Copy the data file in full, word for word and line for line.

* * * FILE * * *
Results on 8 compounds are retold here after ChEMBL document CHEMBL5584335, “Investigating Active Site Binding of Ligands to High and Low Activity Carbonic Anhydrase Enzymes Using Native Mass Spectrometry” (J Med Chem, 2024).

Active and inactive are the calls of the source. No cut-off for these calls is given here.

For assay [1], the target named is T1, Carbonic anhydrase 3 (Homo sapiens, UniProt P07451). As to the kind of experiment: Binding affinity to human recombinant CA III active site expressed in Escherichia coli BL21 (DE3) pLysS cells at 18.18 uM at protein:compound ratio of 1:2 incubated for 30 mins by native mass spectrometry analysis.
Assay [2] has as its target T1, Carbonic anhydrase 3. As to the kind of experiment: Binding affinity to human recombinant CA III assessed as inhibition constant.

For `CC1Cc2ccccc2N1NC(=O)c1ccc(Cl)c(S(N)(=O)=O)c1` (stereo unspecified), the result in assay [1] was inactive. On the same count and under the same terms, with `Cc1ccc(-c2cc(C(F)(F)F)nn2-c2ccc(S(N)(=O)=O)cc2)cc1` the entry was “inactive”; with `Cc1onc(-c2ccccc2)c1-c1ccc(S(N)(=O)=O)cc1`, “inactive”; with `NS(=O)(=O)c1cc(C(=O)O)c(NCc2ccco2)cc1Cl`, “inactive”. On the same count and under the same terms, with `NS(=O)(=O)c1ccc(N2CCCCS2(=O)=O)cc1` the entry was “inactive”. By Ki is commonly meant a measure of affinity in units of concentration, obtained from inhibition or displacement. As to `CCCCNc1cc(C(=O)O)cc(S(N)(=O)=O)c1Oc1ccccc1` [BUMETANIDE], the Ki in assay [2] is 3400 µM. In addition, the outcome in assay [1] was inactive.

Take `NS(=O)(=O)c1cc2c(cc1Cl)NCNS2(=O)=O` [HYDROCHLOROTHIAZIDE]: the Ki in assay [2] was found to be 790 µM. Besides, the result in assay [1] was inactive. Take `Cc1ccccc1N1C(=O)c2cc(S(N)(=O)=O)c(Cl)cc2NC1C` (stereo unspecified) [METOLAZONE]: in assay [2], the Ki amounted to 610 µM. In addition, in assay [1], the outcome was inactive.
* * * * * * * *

Results on 8 compounds are retold here after ChEMBL document CHEMBL5584335, “Investigating Active Site Binding of Ligands to High and Low Activity Carbonic Anhydrase Enzymes Using Native Mass Spectrometry” (J Med Chem, 2024).

Active and inactive are the calls of the source. No cut-off for these calls is given here.

For assay [1], the target named is T1, Carbonic anhydrase 3 (Homo sapiens, UniProt P07451). As to the kind of experiment: Binding affinity to human recombinant CA III active site expressed in Escherichia coli BL21 (DE3) pLysS cells at 18.18 uM at protein:compound ratio of 1:2 incubated for 30 mins by native mass spectrometry analysis.
Assay [2] has as its target T1, Carbonic anhydrase 3. As to the kind of experiment: Binding affinity to human recombinant CA III assessed as inhibition constant.

For `CC1Cc2ccccc2N1NC(=O)c1ccc(Cl)c(S(N)(=O)=O)c1` (stereo unspecified), the result in assay [1] was inactive. On the same count and under the same terms, with `Cc1ccc(-c2cc(C(F)(F)F)nn2-c2ccc(S(N)(=O)=O)cc2)cc1` the entry was “inactive”; with `Cc1onc(-c2ccccc2)c1-c1ccc(S(N)(=O)=O)cc1`, “inactive”; with `NS(=O)(=O)c1cc(C(=O)O)c(NCc2ccco2)cc1Cl`, “inactive”. On the same count and under the same terms, with `NS(=O)(=O)c1ccc(N2CCCCS2(=O)=O)cc1` the entry was “inactive”. By Ki is commonly meant a measure of affinity in units of concentration, obtained from inhibition or displacement. As to `CCCCNc1cc(C(=O)O)cc(S(N)(=O)=O)c1Oc1ccccc1` [BUMETANIDE], the Ki in assay [2] is 3400 µM. In addition, the outcome in assay [1] was inactive.

Take `NS(=O)(=O)c1cc2c(cc1Cl)NCNS2(=O)=O` [HYDROCHLOROTHIAZIDE]: the Ki in assay [2] was found to be 790 µM. Besides, the result in assay [1] was inactive. Take `Cc1ccccc1N1C(=O)c2cc(S(N)(=O)=O)c(Cl)cc2NC1C` (stereo unspecified) [METOLAZONE]: in assay [2], the Ki amounted to 610 µM. In addition, in assay [1], the outcome was inactive.